“We know that traffic on US 59 will not lessen. And people are always going to be looking for other options. And this is to find another way to provide high-capacity transit to move people in that region.”
METRO is floating five possible options for the rail project. Most involve light rail technologies. Just one considers commuter rail. They would all require laying down brand new track. Sharing track with freight rail has been talked about in the past. But Slaughter says it isn’t possible now. She says there’s just too much freight traffic. The project is expected to cost between $200 and $250 million dollars. METRO is holding four public meetings this month.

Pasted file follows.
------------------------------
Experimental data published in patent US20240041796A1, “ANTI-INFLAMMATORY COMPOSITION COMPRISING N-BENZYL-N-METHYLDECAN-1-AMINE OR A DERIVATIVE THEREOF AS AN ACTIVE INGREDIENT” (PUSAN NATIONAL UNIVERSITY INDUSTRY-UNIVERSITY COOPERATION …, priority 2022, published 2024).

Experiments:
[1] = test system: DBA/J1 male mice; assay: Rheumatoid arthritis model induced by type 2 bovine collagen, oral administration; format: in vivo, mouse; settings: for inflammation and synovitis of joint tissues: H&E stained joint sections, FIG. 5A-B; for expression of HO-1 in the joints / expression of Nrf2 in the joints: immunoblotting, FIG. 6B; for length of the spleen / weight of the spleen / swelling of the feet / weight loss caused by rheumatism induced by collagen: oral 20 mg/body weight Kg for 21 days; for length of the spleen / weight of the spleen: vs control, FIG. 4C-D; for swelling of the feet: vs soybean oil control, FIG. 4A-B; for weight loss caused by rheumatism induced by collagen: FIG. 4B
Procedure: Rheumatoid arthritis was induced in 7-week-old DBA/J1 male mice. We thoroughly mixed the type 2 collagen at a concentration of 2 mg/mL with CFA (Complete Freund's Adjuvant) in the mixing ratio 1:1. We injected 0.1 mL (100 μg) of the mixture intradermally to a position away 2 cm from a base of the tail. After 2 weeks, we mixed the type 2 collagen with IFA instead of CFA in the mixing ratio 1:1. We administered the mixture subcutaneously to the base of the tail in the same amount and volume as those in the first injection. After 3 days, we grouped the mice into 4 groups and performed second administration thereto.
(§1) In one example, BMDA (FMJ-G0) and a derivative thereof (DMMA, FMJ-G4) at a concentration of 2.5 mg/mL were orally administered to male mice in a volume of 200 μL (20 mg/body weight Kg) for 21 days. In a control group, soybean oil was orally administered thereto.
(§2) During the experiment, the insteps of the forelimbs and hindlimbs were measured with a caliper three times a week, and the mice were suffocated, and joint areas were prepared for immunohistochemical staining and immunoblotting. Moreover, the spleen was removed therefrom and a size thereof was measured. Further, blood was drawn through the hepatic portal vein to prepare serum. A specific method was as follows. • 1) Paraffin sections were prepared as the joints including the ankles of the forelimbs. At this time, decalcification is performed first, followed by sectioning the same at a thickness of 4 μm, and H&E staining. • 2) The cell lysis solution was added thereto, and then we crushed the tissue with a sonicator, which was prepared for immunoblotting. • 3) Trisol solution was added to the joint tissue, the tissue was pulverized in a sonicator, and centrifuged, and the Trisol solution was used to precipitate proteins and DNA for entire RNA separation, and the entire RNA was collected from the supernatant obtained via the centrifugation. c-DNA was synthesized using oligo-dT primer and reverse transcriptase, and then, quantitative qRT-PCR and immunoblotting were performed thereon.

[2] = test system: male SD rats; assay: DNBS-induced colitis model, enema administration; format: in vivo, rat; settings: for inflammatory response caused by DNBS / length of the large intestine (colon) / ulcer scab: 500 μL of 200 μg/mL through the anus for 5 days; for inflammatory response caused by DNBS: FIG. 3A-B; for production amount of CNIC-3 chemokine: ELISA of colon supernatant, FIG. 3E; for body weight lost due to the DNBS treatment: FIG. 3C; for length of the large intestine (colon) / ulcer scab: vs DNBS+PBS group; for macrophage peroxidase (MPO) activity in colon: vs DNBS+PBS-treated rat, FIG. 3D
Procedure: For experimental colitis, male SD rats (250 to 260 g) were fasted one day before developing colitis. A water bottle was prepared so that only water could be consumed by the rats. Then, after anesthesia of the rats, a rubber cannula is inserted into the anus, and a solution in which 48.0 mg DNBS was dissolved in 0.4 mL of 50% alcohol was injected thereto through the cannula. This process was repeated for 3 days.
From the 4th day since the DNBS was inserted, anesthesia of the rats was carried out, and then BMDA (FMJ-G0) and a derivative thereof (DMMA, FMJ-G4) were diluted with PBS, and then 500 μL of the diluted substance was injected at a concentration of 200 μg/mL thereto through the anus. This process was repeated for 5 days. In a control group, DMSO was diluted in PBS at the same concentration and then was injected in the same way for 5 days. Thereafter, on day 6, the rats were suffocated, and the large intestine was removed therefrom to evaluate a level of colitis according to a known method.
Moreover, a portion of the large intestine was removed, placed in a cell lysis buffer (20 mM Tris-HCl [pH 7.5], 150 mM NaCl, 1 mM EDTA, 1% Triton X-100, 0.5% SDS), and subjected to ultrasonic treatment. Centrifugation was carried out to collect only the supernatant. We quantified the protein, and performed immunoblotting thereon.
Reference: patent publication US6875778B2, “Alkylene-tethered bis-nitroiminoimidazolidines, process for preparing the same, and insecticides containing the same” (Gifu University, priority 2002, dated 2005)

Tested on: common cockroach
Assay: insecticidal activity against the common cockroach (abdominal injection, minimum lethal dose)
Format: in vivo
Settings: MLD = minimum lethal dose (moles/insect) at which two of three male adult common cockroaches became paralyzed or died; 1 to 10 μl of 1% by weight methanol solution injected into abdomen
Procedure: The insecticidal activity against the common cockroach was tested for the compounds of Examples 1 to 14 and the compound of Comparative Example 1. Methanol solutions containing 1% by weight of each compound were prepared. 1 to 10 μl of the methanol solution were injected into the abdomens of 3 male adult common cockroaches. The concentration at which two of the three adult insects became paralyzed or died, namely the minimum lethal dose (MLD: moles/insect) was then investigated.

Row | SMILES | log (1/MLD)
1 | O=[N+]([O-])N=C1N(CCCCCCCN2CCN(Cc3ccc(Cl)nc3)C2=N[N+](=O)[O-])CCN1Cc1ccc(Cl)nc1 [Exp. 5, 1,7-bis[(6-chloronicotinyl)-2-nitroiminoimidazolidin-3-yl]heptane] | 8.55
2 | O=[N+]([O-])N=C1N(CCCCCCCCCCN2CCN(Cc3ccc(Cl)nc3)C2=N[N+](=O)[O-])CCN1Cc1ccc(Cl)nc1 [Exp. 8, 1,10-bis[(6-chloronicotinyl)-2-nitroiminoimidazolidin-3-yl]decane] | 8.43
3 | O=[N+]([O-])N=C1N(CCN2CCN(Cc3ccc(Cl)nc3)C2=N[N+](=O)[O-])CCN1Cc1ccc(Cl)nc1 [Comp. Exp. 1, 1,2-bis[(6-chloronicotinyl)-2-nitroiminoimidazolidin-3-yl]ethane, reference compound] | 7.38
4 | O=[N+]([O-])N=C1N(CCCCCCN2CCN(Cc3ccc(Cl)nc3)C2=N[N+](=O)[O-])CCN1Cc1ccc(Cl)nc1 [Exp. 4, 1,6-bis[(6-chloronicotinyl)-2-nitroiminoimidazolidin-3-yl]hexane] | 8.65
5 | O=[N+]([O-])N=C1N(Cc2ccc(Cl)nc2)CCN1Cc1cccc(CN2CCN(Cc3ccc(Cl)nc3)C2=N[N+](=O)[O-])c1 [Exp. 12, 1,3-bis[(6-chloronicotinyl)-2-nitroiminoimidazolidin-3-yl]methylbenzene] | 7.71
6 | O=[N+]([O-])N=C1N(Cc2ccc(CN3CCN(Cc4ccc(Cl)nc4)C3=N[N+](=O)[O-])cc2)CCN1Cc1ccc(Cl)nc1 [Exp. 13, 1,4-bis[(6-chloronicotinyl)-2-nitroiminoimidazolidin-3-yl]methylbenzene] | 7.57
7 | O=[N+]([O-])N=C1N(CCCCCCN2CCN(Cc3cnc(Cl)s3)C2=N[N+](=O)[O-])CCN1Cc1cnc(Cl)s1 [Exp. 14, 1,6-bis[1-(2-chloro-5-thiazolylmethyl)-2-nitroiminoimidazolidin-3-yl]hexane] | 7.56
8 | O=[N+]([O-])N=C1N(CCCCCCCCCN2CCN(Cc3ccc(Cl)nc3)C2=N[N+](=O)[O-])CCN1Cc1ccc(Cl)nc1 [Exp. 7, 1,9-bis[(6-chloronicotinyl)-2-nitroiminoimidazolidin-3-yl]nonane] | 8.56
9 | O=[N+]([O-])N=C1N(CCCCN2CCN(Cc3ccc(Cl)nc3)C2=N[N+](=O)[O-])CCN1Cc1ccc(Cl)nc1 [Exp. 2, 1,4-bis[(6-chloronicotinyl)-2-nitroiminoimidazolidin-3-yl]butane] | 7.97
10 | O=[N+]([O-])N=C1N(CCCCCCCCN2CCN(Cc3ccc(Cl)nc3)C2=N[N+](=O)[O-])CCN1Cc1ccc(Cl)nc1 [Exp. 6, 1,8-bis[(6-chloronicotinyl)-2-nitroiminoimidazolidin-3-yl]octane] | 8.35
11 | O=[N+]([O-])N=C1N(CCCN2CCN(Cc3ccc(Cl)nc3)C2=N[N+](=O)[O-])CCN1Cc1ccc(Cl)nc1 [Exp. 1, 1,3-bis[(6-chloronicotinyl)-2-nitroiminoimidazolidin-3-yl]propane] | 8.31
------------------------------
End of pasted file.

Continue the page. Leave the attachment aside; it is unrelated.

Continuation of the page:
“We’re asking the public to come and join us. We’re asking for all stakeholders, public agencies, residents, landowners, everyone, employees in the area, to come to the public meetings and tell us what else should we consider; what other alignments we should consider.”
Slaughter says if all goes smoothly, construction could begin on the rail line by late 2017.
But finding money for transportation projects is difficult in this economic and political climate, so METRO may have trouble coming up with the cash.
For information on the public meetings, visit the METRO Website.